Up to the Amadjuak we hadn’t hit any major challenges. In fact, we’d been really lucky with the weather, bearing the brunt of only a couple of storms bad enough that we couldn’t actually travel. The terrain had been manageable too. But the river slowed us right down. Suddenly from bashing out 25km a day – surging ahead of schedule – to dropping down to just four kilometres a day at our lowest ebb. It was hard to suppress the worry that we wouldn’t reach the food cache in time. The water volume was huge, flowing from rapid to rapid, rarely calming. A strategy evolved as to how to tackle the swirling white water; initially we’d all try to paddle up it in our sea kayaks, eddy-hopping up the river in the sparse mellower sections. If the rapids were too big the next strategy was to tie a line to the front of the boats and haul the kayaks upriver, knee-deep in the near-freezing water. We ripped and wore through our boat skins a few times doing this, which made the kayaks leak; made us get us even wetter and made the whole cold challenge that much tougher.

When the rapids were too big to haul the boats we’d have to unload them and start portaging our gear and often it would take us three to four shuttles back and forth to get everything. A four-kilometre portage would take us all day, just hiking back and forth, back and forth, shuffling stuff. It was truly morale sapping. All the time it just kept snowing; we could only laugh about it in the end: ‘oh here comes another little flurry again’ was the running joke. Ever the snow came down all around us and before we knew it the landscape was blanketed in white. We still had another month ahead of us; soon we’d be hitting the Arctic Ocean which was even cooler than inland. It was a big turning point, and things just got harder from then on out. Hard and cold.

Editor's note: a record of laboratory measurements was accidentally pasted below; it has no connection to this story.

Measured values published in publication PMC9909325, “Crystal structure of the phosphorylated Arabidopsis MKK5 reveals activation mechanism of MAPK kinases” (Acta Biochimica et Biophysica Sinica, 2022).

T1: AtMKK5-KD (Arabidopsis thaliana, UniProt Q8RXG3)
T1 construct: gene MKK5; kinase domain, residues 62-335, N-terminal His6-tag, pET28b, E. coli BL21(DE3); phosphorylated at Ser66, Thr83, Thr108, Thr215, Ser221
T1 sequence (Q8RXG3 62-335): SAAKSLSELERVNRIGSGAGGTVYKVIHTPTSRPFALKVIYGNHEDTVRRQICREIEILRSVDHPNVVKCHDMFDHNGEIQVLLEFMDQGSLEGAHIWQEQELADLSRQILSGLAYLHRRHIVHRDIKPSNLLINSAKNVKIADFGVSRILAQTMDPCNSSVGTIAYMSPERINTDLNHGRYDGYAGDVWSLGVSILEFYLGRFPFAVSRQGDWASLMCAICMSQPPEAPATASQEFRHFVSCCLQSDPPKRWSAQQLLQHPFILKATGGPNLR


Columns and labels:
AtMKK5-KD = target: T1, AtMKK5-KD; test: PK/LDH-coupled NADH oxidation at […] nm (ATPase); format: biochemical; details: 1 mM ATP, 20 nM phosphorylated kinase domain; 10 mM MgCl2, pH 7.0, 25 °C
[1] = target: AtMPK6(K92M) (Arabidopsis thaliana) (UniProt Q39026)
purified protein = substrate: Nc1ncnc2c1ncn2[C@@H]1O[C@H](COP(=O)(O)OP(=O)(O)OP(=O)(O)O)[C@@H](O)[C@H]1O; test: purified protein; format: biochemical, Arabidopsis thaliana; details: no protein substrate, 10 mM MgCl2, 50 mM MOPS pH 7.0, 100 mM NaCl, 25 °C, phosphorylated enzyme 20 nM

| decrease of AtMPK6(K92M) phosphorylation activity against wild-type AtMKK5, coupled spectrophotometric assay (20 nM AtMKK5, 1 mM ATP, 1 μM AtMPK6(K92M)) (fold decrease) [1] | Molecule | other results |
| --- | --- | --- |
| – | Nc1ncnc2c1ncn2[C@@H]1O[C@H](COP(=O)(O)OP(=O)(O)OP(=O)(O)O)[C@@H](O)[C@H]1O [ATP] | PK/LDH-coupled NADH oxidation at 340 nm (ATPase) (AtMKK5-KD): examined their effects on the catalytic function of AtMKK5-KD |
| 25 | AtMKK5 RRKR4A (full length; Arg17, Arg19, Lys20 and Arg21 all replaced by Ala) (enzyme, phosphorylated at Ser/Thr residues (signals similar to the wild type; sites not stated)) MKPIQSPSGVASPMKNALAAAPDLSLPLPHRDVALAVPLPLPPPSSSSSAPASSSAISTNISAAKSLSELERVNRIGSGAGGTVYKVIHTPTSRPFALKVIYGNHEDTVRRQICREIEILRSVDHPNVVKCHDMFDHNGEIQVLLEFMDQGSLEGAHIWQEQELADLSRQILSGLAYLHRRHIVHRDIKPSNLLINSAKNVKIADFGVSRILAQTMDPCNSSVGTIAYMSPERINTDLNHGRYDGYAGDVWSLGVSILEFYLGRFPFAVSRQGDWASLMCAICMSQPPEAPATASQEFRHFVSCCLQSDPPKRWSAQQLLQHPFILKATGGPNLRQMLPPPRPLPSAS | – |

If you were ever struggling to get a cut just right, or a piece of wood was stubbornly refusing to fit into place, you just had to remind yourself that at least you didn’t have to chew the timber with your teeth to bend it into shape. You didn’t have to gnaw at the cuts to fit them into specific grooves, or use super primitive tools.
Testing the rapids on Baffin IslandKayaking across Baffin Island - The Pittarak ExpeditionCamping in the snow on Baffin Island
If you were ever struggling to get a cut just right, or a piece of wood was stubbornly refusing to fit into place, you just had to remind yourself that at least you didn’t have to chew the timber with your teeth to bend it into shape. You didn’t have to gnaw at the cuts to fit them into specific grooves, or use super primitive tools.
Sarah started a starvation index; she really likes to stay goal oriented. So if we didn’t make a certain average number of miles travelled that day it was like: ‘alright, the starvation index is going up one notch’. If it went up far enough the four of us would have to start rationing and cutting back on food. In the end, we got to the food cache with just one day of supplies left. We had dropped off the cache ourselves in the wintertime, in a little mini-expedition up there by snow machine. So right up until the last minute there was some doubt about what condition we would find the gear in, it had been sitting there for a couple of months after all. ‘What if an animal had got into it? Or what if it had got water damaged, or something else had happened to it?’ the worried train of thought ran. The supplies had been dropped off in winter, when the snow had been thick and deep. What we thought was a nice gradual slope to deposit the rations on actually turned out to be a small cliff face. We had to paddle past our food drop-off with hungry stomachs and then hike two kilometres back to get it because there was nowhere to land our boats. But we found the food perfect, intact and not damaged. We could continue pushing on with the journey.

Getting to the cache was a good halfway point but it certainly didn’t mark the end of the difficulties. By this point, snow and rain had precipitated every day for two weeks solid. Every evening we would pack away our gear still wet; every morning we’d put it on still wet. It was a bitter challenge as we pushed past the site of our food dump in series of portages to get back to the Arctic Ocean and the final end stretch. By then it was September and it was cold; standing water was freezing everywhere; freezing hard enough to support your body weight. September storms were rolling in and 20-knot headwinds were just nailing us in the boats day after day after day.